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The abrupt departure of yet another senior member of the leadership team of South African Airways (SAA) is a stark reminder of the serious management crisis at Africa's largest airline. In recent years, SAA seems to have been operating a revolving-door management policy with top executives coming and going at an alarming rate.
Air Afrique, the pioneering multinational airline launched in 1961, has ceased operations completely after being officially declared bankrupt on 7 February this year. The big question now is whether each member country of Air Afrique may try to establish their own airline to provide essential domestic and external air services. The recent launch of Air Senegal International, a joint venture with Royal Air Maroc, indicates a new trend in this direction.
South African Airways, Africa’s largest carrier, is in danger of being knocked off course by the uproar over its controversial former Chief Executive Officer, Coleman Andrews. According to Public Enterprises Minister, Jeff Radebe: “It has now become clear that since 1998 there has been a systematic erosion of corporate governance at SAA.” The serious allegations levelled against Andrews by the Government of South Africa have called into question the soundness of the airline’s fundamental business strategy.
Ten years ago we embarked on a bold mission to promote the airline industry in Africa. This was predicated on our belief that aviation can be vital catalyst for Africa’s economic and social development.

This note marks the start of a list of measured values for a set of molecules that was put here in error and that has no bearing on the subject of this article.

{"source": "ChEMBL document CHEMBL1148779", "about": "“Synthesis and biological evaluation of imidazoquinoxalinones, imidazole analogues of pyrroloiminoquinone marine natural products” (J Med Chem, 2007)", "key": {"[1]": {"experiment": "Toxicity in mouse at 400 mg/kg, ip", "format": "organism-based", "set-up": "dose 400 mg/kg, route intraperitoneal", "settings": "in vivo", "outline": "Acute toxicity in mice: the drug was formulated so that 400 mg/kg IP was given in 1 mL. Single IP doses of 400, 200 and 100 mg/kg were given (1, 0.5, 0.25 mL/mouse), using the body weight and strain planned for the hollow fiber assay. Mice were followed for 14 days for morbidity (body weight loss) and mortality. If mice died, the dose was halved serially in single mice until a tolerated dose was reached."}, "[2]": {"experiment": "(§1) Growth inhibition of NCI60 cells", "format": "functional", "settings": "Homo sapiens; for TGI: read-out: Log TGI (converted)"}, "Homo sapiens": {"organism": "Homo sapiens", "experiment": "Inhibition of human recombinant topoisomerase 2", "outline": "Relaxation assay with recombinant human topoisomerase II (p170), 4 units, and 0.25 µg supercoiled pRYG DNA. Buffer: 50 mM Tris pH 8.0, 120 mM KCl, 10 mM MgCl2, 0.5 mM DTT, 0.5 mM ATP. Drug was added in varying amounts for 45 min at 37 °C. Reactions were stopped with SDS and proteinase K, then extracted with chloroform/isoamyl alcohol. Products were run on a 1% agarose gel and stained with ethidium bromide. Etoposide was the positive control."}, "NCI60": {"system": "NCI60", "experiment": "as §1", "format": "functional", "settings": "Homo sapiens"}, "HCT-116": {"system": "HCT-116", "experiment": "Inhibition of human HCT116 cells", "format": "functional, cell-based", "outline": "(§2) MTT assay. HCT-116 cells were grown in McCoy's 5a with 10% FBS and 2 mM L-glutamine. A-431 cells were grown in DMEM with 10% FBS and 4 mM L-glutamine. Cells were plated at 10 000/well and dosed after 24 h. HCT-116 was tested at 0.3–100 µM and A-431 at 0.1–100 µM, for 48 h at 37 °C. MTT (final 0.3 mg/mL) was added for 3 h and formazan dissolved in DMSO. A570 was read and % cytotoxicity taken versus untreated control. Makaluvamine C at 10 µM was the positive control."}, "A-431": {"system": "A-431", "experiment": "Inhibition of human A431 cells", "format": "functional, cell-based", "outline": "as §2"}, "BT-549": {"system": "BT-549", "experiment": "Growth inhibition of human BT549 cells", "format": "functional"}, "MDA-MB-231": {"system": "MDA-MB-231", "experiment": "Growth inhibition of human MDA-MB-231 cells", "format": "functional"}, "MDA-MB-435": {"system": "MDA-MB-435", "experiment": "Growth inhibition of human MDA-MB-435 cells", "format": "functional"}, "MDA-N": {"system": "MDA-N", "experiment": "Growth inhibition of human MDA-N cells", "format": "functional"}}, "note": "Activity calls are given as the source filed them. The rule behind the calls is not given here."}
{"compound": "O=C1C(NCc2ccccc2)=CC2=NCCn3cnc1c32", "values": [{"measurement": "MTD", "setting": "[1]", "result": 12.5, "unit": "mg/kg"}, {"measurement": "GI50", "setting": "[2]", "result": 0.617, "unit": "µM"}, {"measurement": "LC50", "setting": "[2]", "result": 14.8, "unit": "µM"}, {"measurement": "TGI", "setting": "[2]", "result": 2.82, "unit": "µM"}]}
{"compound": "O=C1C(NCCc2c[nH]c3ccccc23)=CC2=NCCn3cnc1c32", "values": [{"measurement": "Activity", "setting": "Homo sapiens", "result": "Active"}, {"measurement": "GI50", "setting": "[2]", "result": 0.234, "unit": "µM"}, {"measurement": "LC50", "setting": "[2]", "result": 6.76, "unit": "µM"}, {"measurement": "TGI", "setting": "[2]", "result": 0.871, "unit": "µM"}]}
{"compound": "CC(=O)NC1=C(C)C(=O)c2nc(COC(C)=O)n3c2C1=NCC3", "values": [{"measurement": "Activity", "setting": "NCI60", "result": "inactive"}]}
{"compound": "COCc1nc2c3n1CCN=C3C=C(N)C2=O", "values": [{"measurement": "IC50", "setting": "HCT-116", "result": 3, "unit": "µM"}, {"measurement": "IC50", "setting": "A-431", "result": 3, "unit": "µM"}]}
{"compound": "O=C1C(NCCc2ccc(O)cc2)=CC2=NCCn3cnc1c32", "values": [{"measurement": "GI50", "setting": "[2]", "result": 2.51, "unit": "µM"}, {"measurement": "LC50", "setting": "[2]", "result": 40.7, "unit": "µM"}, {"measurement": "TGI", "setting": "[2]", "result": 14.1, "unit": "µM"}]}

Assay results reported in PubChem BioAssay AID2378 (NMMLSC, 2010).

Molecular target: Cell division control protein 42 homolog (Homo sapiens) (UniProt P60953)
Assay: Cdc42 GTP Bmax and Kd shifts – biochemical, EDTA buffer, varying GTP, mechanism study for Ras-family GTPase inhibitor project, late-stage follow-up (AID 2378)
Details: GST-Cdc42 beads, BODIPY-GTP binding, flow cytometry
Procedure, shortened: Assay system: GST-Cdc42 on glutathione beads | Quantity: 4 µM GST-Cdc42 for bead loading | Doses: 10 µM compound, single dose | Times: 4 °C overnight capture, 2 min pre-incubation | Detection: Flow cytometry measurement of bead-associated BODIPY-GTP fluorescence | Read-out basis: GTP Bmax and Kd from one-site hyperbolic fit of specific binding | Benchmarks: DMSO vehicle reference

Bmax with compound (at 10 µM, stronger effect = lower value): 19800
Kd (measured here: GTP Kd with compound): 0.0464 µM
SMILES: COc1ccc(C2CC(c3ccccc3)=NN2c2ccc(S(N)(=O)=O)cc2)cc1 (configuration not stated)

Air safety is back in the international spotlight following the recent spate of accidents around the world - from Switzerland, to Côte d’Ivoire, to the USA. In Africa the loss of a Kenya Airways Airbus A310-300ER just after take-off from Abidjan airport in January, and an EgyptAir Boeing 767-300ER shortly after take-off from New York, last October, have proved particularly traumatic due to the large loss of lives involved. Until the official investigations are completed, it would be wrong to allocate blame for either of these accidents.
The Common Market for Eastern and Southern Africa (COMESA) is about to introduce perhaps the most liberal regional air transport regime ever attempted in Africa. This bold initiative has profound implications for existing airlines in the 21 member states of COMESA.
President Bill Clinton’s ‘Safe Skies for Africa’ initiative provides a unique window of opportunity to mobilise the significant political will and financial resources required to properly address some of the pressing challenges facing the African aviation industry. It is unique because never before has a United States President made such a direct commitment to help improve African aviation.
Thirty years after its formation the African Airlines Association (AFRAA) is still determinedly championing the interests of African airlines. While successive AFRAA airline Chief Executives have come and gone, many of the problems facing the continent’s carriers have doggedly remained, with several new challenges emerging.